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by Suada Kolovic

Higher education has always been a top priority for President Barack Obama. Back in February 2009, he told Congress, “By 2020, America will once again have the highest proportion of college graduates in the world.” Five years later, whether or not we as a nation will achieve that benchmark remains unseen but he believes that reaching out to low-income students may be just the key to getting there.

On Thursday, President Obama and First Lady Michelle Obama met with more than 80 college presidents and dozens of nonprofits committed to raising the number of low-income students who attend college. “We want to restore the essential promise of opportunity and upward mobility that’s at the heart of America,” he told the group. "To that end, young people, low-income students in particular, must have access to a college education." The participating schools have agreed to take action in one of four areas: connecting young people to schools that are right for them; early intervention to ensure a larger pool of students prepare for college; more college advising and test preparation; and more on-campus remedial education. And while President Obama’s various education initiatives are ambitious, it doesn’t appear to be lost on him that there is much more work to be done to get college degrees in the hands of more American students, regardless of their economic class. (For more on this story, click here.)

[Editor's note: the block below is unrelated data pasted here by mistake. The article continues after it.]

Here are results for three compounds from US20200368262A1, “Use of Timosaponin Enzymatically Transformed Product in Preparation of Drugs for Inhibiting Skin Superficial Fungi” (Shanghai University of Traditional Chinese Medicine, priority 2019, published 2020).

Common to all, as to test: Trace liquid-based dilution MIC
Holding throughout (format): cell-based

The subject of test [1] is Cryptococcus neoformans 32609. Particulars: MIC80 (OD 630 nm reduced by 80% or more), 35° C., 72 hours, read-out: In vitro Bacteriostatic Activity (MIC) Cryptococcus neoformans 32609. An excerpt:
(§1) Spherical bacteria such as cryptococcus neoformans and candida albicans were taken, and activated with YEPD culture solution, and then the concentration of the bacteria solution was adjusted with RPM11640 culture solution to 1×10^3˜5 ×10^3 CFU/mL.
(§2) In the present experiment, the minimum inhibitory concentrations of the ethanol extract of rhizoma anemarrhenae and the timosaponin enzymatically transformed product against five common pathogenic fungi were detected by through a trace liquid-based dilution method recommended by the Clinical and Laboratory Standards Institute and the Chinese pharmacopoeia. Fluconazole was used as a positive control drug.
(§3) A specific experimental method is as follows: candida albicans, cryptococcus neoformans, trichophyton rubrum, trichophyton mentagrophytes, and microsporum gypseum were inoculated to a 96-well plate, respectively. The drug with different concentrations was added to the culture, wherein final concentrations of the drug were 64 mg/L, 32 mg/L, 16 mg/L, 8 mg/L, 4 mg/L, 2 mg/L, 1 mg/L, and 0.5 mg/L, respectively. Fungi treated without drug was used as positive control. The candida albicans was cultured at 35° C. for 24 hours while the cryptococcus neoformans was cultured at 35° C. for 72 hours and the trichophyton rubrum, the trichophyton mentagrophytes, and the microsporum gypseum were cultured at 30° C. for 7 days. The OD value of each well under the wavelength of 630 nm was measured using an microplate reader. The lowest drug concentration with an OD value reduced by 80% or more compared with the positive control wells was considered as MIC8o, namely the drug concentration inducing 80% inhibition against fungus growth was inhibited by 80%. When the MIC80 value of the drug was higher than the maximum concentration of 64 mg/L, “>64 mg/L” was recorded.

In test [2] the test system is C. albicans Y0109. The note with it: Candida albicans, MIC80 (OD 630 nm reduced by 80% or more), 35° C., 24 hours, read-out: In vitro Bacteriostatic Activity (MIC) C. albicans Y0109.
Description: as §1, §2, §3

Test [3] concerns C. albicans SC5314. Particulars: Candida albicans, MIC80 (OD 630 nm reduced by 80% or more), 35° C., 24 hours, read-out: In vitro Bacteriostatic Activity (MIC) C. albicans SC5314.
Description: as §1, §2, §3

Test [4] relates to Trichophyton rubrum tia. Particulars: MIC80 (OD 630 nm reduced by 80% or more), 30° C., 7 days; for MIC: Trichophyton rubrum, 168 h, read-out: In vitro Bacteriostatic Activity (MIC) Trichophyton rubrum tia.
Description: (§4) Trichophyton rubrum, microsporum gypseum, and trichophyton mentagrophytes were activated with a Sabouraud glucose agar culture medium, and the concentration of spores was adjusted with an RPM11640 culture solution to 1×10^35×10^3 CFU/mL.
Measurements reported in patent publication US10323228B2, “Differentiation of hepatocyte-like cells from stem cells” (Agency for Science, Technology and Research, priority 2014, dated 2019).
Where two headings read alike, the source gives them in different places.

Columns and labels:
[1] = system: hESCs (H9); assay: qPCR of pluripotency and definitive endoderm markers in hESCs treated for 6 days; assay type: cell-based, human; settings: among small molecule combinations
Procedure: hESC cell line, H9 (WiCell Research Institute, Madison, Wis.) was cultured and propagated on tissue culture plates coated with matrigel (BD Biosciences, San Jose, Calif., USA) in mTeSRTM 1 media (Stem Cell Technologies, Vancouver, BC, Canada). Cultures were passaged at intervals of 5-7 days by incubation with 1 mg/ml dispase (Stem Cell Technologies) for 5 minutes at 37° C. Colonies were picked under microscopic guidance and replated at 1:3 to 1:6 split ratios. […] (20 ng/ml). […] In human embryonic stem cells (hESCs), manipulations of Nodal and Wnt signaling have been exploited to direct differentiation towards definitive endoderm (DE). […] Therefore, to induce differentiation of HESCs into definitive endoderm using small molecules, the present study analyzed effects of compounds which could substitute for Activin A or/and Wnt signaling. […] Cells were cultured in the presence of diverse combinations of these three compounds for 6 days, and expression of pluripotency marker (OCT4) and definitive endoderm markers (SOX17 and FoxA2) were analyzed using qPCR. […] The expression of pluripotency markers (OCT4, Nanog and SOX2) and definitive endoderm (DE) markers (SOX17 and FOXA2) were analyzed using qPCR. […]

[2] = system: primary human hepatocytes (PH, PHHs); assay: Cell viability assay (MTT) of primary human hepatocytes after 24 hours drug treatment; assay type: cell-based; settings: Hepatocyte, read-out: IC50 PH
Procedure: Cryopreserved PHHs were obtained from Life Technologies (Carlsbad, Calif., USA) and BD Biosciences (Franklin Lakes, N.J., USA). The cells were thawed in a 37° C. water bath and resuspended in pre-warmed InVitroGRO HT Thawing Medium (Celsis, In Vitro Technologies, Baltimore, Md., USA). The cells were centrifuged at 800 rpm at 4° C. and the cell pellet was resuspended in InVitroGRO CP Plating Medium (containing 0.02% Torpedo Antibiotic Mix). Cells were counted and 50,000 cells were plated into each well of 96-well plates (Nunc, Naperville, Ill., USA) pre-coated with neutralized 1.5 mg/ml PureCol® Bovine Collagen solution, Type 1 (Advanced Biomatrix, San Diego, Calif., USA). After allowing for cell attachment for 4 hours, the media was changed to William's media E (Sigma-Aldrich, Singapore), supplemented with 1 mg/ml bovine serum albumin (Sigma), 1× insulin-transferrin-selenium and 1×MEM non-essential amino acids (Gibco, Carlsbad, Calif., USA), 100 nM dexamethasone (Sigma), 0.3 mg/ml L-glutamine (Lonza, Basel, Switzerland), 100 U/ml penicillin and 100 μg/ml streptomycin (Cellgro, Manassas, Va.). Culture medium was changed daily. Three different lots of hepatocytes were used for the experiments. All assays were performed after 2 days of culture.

What do you think of the President’s education push? Let us know in the comments section.

And remember, there’s no need to rely on expensive student loan options to pay for your college education. For more information on finding free scholarship money for college, conduct a Scholarships.com free college scholarship search today, then apply and win! It’s that easy!

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by Suada Kolovic

A University of Virginia medical student who thought he was taking part in a routine training exam is now being credited with potentially saving a man’s life!

According to the University of Virginia Health System, student Ryan Jones was participating in the standardized patient program where actors are assigned a specific condition so that medical students can attempt to diagnose them and found that his “patient” actually had real life-threatening symptoms. Pretend patient Jim Malloy was instructed to portray the symptoms of an abdominal aortic aneurysm (AAA), a condition common in men between the ages of 65 and 75 years old in which a section of the lower part of the aorta starts to bulge. Left untreated, the bursting of such an aneurysm can be fatal. During his practice exam, Jones noticed that Malloy actually had symptoms of AAA and the physician overseeing the training session told Malloy to see a cardiologist. After a few months, he did and the doctor found an AAA...just as Jones had predicted.

Malloy had stent surgery at the University of Virginia Medical Center last year and has since recovered. “Don’t ever think you can’t affect a life,” said his wife, Louise Malloy, in a press release this week. “My husband, Jim, is living proof that you can.” (For more on this story, click here.)

And don't forget, you should pay for your college education with as much free money as possible! Find as many scholarships and grants as you can before turning to student loans. Visit the Scholarships.com free college scholarship search today where you'll get matched with countless scholarships and grants for which you qualify, then apply and win! It’s that easy!

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by Suada Kolovic